After many years of having worked as a tour guide at the Senegalese slave museum, Alloune decides to go to America in search of his ancestors. They were taken away from his village 200 years ago and sold as slaves in the New World.
Drama about a young Algerian man who studied in Paris, France. After school he returns to his native country - Algeria. But nobody wants to know him, meet him, nobody understands him nor ... See full summary »
A mosaic of several intertwined stories questioning the meaning of life, love and hope, set during the last six days in the life of Eluana Englaro, a young woman who spent 17 years in a vegetative state.
After traveling to London to check on their missing children in the wake of the 2005 terror attack on the city, two strangers come to discover their respective children had been living together at the time of the attacks. Written by
London River is a quietly powerful and thought-provoking drama surrounding the aftermath of the London 7-7-2005 bombings.
Brenda Blethyn, ever-watchable, is entirely believable as the distraught mother who cannot trace her daughter, when she sees news footage of the devastation, from her Guernsey home. On the other side of the coin is elderly, black and dread-locked Sotigui Kouyate, trying to contact his son, whom he walked out on when the boy was six, then having been working in France since.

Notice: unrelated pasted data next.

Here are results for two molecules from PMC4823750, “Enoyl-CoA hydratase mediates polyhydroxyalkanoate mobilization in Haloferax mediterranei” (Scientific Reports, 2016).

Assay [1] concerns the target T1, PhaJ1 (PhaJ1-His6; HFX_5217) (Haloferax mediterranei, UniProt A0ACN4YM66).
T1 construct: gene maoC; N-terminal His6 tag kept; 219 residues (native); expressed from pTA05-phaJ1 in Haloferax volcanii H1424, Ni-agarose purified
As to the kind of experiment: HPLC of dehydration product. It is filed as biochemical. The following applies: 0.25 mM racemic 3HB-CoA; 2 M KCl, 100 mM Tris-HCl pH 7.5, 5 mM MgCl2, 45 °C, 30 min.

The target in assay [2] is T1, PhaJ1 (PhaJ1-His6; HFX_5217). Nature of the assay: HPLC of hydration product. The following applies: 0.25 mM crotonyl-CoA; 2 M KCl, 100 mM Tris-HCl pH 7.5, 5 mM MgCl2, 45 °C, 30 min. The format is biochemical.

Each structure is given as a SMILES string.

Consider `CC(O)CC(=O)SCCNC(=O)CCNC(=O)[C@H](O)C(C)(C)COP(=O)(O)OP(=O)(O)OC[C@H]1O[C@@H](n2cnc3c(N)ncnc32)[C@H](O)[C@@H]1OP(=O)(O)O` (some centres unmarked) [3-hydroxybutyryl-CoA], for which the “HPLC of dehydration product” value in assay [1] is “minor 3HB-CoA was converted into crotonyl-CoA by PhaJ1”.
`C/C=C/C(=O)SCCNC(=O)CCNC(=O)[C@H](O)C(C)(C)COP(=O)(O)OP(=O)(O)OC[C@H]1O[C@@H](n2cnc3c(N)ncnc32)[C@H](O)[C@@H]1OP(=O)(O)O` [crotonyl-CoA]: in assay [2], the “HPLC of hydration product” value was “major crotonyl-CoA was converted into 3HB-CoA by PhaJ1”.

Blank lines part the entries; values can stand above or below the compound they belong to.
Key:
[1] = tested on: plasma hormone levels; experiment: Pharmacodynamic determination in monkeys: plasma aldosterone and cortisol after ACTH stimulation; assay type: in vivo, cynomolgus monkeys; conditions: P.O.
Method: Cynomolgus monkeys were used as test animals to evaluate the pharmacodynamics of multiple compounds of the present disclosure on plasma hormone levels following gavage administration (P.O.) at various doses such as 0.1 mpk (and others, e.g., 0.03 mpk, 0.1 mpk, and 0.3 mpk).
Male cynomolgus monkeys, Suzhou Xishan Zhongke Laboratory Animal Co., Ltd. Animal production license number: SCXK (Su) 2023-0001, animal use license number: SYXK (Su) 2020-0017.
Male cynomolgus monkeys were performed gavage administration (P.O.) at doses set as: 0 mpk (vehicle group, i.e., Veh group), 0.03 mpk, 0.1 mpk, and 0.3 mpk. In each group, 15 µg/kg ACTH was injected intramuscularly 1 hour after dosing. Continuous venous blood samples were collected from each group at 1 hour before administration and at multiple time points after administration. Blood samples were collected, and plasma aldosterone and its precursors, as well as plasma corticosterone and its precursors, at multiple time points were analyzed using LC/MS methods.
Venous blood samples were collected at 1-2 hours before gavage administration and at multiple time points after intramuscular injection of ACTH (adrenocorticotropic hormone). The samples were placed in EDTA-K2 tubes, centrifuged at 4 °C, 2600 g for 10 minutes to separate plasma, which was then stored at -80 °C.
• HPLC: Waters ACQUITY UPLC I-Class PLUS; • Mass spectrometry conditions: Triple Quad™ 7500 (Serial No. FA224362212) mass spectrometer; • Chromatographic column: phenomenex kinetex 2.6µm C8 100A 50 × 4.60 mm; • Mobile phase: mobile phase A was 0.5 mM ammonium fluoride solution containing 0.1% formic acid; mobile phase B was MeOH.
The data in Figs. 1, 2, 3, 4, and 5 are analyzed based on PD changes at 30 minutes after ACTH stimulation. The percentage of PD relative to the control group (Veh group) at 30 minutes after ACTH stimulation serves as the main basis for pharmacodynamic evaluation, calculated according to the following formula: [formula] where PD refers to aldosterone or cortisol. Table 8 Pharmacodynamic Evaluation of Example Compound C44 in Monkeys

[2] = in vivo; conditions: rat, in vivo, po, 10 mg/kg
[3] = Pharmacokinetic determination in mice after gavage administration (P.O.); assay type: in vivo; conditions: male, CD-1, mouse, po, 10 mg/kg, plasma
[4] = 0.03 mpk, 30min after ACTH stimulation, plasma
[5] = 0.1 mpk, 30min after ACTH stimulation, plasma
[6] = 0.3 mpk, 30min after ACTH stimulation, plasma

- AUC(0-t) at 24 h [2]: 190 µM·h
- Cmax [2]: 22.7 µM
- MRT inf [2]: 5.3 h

Both end up searching in London, Blethyn doing the rounds of missing person posters and showing photos to everybody she can, in the hope of any piece of news. The paths of these two unlikely kindred spirits cross when it transpires that their two children may have been living together and taking Arabic classes, through their local mosque.
As you can imagine, there's quite a lot of cross-cultural clashes here, not just the black boy, white girl aspect, but also the Muslim element and the thorny issue, particularly at the time when the film is set; terrorism. Could they have been involved, too? The mother knows her daughter and knows she couldn't have been, but the same could not be said about the father...more food for thought.
There's good solid acting from both - Blethyn typically more blubbery and emotional whilst Kouyate, as the sort of wise old sage, takes things more pragmatically and thoughtfully. It's a strange mix if you were to walk in on the film half-way through; follow it from the start and it seems quite natural.
There's been comment that it's contrived in that Blethyn is suddenly able to speak the native French of Kouyate - I don't find that hard to believe at all, not only is she citizen of Guernsey, where French is their official other language but is also physically much closer to France than the U.K. Also, in the day that a woman of her age was educated, she (& myself) learnt a type of 'schoolboy' French - I could understand much of what was being said from my failed 'O' Level, back 30 years ago.
So, a good drama, for what it is. It certainly won't appeal to all, both in subject matter, nor in its slow-ish, measured pace. But for those who enjoy something a bit different, something that shines a new light, perhaps, on a recent piece of our history, plus the acting, then London River has a lot going for it. I viewed it on BBC1.
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